S.15 claim (comments)

There can be unlawful discrimination under s.15 EqA, known as discrimination arising from disability, where an employer etc treats a disabled person unfavourably “because of something arising in consequence of” the disability. The employer has defence if it shows justification, or that it could not reasonably have known of the disability,

The claimant’s s.15 argument was apparently that he was treated unfavourably because of “the content, and quality of that content communicated at interview”, which arose from his stammer. His argument seems to have been that because of the stammer he only gave limited responses, and could not communicate enough to put him on a level playing field with other candidates: see Examples of reasonable adjustments: Recruitment>Oral interview: Limited responses. The tribunal rejected this on the basis that on the facts (in the tribunal’s view) his responses and presentation had not in fact been limited by his stammer.

The claimant could have argued – but evidently did not – that there was a breach of s.15 in that his rejection for the job was at least in part because of his oral communication skills (or for example his ability to communicate orally), arising from the stammer. In other words it could be argued that his oral communication skills were the “something” arising from the disability. However it looks like the tribunal would have rejected this argument, as it did not accept the claimant’s oral communication skills played a part in the employer’s decision. Arguably the interviewers’ written notes on his going over time for the presentation and on his communication skills (para 47-48, para 54) might have been enough to shift the burden of proof to the employer to show they did not play a part in the decision; however the tribunal did not make clear where it saw the burden of proof as lying so we don’t know if that would have made a difference.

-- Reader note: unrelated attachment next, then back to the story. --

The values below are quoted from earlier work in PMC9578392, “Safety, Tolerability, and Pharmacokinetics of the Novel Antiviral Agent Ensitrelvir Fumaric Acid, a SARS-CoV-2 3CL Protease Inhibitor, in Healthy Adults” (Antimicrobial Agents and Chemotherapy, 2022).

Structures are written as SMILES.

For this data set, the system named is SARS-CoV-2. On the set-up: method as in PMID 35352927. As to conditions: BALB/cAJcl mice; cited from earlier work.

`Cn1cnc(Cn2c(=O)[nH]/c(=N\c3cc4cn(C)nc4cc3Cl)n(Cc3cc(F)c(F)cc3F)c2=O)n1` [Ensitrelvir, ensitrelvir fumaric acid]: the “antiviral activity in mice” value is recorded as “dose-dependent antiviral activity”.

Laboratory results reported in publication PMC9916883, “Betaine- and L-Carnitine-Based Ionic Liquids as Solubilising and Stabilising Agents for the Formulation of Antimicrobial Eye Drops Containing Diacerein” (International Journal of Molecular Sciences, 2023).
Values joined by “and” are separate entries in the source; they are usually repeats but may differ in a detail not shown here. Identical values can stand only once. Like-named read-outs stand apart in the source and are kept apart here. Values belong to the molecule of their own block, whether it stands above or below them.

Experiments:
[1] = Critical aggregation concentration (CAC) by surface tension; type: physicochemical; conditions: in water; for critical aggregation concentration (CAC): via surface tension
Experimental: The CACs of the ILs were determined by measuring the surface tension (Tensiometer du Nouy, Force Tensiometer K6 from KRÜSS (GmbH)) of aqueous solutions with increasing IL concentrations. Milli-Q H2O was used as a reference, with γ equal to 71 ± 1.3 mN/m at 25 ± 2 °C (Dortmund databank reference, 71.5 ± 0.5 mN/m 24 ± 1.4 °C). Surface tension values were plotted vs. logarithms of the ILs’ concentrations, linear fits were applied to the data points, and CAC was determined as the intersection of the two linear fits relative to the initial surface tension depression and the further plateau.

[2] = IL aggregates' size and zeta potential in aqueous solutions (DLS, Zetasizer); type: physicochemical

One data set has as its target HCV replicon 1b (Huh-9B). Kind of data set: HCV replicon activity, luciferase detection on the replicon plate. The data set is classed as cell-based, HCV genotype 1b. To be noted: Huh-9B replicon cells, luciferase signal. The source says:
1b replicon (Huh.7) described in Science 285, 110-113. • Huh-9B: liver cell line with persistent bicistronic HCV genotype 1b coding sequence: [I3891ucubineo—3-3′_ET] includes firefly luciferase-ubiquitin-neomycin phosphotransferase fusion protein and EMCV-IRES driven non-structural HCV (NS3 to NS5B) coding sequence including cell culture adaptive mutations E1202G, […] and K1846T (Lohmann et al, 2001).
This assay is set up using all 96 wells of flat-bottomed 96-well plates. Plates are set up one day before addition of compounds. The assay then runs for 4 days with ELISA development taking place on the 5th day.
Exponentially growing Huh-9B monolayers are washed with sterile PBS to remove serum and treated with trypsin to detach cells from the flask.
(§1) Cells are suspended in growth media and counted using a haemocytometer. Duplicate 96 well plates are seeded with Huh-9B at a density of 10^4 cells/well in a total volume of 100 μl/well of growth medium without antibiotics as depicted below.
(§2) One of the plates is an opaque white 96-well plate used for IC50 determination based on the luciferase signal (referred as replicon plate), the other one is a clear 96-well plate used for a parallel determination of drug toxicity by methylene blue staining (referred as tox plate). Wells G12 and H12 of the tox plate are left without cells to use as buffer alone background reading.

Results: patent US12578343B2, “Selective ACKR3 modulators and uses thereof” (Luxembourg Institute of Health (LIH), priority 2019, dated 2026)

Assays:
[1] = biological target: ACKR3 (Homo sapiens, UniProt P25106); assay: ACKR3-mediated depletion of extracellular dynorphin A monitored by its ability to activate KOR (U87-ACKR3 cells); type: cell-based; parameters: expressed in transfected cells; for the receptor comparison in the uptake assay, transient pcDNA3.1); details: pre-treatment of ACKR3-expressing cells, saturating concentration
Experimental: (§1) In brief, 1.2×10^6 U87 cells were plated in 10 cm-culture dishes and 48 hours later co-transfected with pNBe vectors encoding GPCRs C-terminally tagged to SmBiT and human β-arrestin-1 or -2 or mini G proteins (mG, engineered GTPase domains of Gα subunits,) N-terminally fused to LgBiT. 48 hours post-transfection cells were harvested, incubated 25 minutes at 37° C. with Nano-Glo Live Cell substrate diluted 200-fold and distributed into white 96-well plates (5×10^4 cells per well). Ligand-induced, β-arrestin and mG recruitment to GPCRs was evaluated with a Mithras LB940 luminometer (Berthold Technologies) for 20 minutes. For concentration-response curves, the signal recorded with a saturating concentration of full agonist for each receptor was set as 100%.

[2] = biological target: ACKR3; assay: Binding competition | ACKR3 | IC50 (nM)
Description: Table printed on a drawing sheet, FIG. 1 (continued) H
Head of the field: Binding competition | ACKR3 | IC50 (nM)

In the alternative, the claimant could have argued that his rejection was because of receiving a low score (the “something”) and that this low score had a causal link to stammer so it was something “arising from his disability”. This would open a wider range of causal links with the stammer. However it seems likely the tribunal would have rejected this argument too, on the basis of the facts found by the tribunal.

Reasonable adjustments: Should disregard reasonable adjustments when identifying the PCP (comments)

I suggest that the employment tribunal took the wrong approach to identifying the provision, criterion or practice (PCP). The PCP was agreed to be that the employer required candidates to undertake an oral presentation and answer oral questions during the interview process. However it seems the PCP should be the general practice etc before adjustments are made. For example in Finnigan v Northumbria Police the Court of Appeal said the PCP “includes all practices and procedures which apply to everyone, but excludes the adjustments.” See further Reasonable adjustment rules: employment>PCP is the general practice etc before adjustments are made.

Where does the tribunal seem to have taken this (I would say) wrong approach?

  1. In paragraph 64 of the employment tribunal decision, the tribunal took into account the employer’s follow-up questions in rejecting one substantial disadvantage caused by the PCP, even though the follow-up questions were a reasonable adjustment. It seems the tribunal should have left this reasonable adjustment out of account.